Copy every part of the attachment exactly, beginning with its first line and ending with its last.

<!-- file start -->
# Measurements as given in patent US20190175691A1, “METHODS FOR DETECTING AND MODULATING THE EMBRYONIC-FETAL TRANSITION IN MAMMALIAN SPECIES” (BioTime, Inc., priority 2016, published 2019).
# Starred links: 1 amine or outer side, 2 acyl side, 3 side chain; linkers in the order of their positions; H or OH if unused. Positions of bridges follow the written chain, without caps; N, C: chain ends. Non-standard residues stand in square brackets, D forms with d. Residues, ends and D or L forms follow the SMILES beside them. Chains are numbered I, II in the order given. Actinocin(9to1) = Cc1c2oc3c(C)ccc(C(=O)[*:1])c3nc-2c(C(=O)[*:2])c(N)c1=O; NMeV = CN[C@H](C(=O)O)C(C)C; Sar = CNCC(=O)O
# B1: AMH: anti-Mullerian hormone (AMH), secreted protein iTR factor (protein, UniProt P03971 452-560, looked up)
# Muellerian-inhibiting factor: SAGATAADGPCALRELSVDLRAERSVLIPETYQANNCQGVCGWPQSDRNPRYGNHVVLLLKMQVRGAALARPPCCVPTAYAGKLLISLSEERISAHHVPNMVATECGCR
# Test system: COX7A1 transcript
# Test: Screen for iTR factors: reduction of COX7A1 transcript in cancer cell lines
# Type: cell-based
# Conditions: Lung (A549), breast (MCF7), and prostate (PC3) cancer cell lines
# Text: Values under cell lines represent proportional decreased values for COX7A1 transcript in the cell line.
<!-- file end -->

# Measurements as given in patent US20190175691A1, “METHODS FOR DETECTING AND MODULATING THE EMBRYONIC-FETAL TRANSITION IN MAMMALIAN SPECIES” (BioTime, Inc., priority 2016, published 2019).
# Starred links: 1 amine or outer side, 2 acyl side, 3 side chain; linkers in the order of their positions; H or OH if unused. Positions of bridges follow the written chain, without caps; N, C: chain ends. Non-standard residues stand in square brackets, D forms with d. Residues, ends and D or L forms follow the SMILES beside them. Chains are numbered I, II in the order given. Actinocin(9to1) = Cc1c2oc3c(C)ccc(C(=O)[*:1])c3nc-2c(C(=O)[*:2])c(N)c1=O; NMeV = CN[C@H](C(=O)O)C(C)C; Sar = CNCC(=O)O
# B1: AMH: anti-Mullerian hormone (AMH), secreted protein iTR factor (protein, UniProt P03971 452-560, looked up)
# Muellerian-inhibiting factor: SAGATAADGPCALRELSVDLRAERSVLIPETYQANNCQGVCGWPQSDRNPRYGNHVVLLLKMQVRGAALARPPCCVPTAYAGKLLISLSEERISAHHVPNMVATECGCR
# Test system: COX7A1 transcript
# Test: Screen for iTR factors: reduction of COX7A1 transcript in cancer cell lines
# Type: cell-based
# Conditions: Lung (A549), breast (MCF7), and prostate (PC3) cancer cell lines
# Text: Values under cell lines represent proportional decreased values for COX7A1 transcript in the cell line.